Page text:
McKenzie, H. Feyer, M. McKenzie,
A. C. Paulson, Sam Jabour, W.
Falcott.
D. L. Pearce arrived from Vancouver on Saturday.
Mrs. C. Arscott and two children
arrived on Saturday.
j
Miss E.  Lee arrived from  the
south on Saturday.
Mrs. K Chenoski arrived home
on Saturday.
Mr. and Mrs. D. L. Havico and
child arrived or. Tuesday.
Mr. and Mrs. J. L. Stewart left
on Tuesday for Port Clements,
where they will spend holidays.
Mr. and Mrs. C. Johnson left on
Tuesday for Vancouver.
Mrs. Loudon left on Tuesday for
Vancouver.
histrionic opportunity. He has an
excellent supporting cast with Owen
Moore, himself a star of the stage
md screen, in the next important
role. Carol Lomard, who will be
seen in future Pathe dialogue productions, plays opposite Boyd,
while Diane Ellis, who made a profound impression as his leading
lady in "The Leatherneck," has another important role. Billy Bevan,
of comedy fame, adds to the lighter
moments of the picture, and Phillips
Smalley, noted screen veteran, com
pletes the cast.
Howard Higgin directed "High
Voltage" which is an original story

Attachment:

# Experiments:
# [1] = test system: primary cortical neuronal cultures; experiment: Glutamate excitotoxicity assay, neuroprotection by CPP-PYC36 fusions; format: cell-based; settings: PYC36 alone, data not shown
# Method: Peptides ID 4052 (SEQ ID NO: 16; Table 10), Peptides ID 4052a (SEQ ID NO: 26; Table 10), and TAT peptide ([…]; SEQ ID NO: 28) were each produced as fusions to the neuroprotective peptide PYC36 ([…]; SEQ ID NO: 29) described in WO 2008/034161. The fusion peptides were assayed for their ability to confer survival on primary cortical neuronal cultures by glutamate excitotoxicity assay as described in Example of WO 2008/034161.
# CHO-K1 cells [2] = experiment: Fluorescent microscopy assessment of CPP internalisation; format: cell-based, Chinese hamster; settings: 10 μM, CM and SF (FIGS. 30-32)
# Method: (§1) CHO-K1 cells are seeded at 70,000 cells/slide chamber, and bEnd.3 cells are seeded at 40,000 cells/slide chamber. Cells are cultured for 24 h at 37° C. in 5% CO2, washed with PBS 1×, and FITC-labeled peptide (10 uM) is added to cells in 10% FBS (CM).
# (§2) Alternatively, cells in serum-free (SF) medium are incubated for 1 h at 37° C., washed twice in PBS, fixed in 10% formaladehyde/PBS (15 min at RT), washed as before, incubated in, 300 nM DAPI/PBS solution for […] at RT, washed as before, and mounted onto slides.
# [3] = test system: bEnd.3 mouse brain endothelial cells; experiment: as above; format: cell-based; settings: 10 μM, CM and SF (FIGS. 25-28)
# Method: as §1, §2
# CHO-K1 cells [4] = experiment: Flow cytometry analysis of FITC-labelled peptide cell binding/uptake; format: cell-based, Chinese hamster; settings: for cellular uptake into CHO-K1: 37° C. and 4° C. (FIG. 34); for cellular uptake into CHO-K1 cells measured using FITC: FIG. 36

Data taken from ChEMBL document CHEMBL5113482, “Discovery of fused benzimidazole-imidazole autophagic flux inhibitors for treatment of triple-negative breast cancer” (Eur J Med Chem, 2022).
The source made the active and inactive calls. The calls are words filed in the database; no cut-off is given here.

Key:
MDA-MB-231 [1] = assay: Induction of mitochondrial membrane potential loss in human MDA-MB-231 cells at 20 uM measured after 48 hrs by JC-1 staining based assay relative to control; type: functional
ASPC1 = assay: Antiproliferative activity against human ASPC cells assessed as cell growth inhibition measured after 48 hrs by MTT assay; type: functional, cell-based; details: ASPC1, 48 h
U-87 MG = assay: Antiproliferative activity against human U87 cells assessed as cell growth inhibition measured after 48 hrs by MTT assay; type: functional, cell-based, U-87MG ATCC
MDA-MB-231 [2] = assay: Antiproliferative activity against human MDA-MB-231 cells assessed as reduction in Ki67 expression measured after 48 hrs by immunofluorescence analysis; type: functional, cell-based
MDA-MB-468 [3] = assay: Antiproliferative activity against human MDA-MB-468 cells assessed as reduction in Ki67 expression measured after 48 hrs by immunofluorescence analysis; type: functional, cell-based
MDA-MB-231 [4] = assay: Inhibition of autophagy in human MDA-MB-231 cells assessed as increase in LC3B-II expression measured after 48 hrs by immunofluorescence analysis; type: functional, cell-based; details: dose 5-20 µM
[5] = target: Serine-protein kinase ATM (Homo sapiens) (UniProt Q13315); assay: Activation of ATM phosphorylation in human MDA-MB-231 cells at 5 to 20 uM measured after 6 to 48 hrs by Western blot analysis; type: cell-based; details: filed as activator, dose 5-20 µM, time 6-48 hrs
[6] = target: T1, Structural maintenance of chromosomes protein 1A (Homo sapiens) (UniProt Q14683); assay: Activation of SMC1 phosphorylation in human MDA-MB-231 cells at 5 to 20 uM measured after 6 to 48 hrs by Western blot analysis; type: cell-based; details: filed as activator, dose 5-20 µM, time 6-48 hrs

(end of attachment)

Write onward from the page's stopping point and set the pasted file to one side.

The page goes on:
by Elliott Clawson with dialogue
by James Gleason.
Tuesday's Picture Well
Worth Seeing
"High Voltage" is the story 0f
six human beings who face death in
a deserted meeting house, marooned from the outside world by snow,
and who find the real valuations of
life and the beauty of romance in
their very fight for existence.
The story is among the strongest
dramatically in which Boyd has appeared and it offers the star a rare
SPEND YOUR VACATION
AT
Special   Rates
Room & Board
to Weekly
Guests
Every Comfort
Provided For
Your Holiday
0. EVINDSON
THE ALICE ARM HOTEL
-    Proprietor
MINERAL ACT
(Form F)
Cbktipicate of Improvements
NOTICE
"Saddle" Mineral Claim, situate in
the Naas River Mining Division of
Cassiar District
Where located:—on West side of
Hast ings Arm, about 1 1-2 miles from
Beaoh.
TAKU NOTICE that I, Charles
Clay, Free Miner's Certificate No.
22728-D, intend, sixty days from the
date hereof, to apply to the Mining
Recorder for a Certificate of Improvements, for the purpose of obtaining a
Crown Grant of the above claim,
And farther take notice thataction,
under section 85, must be commenced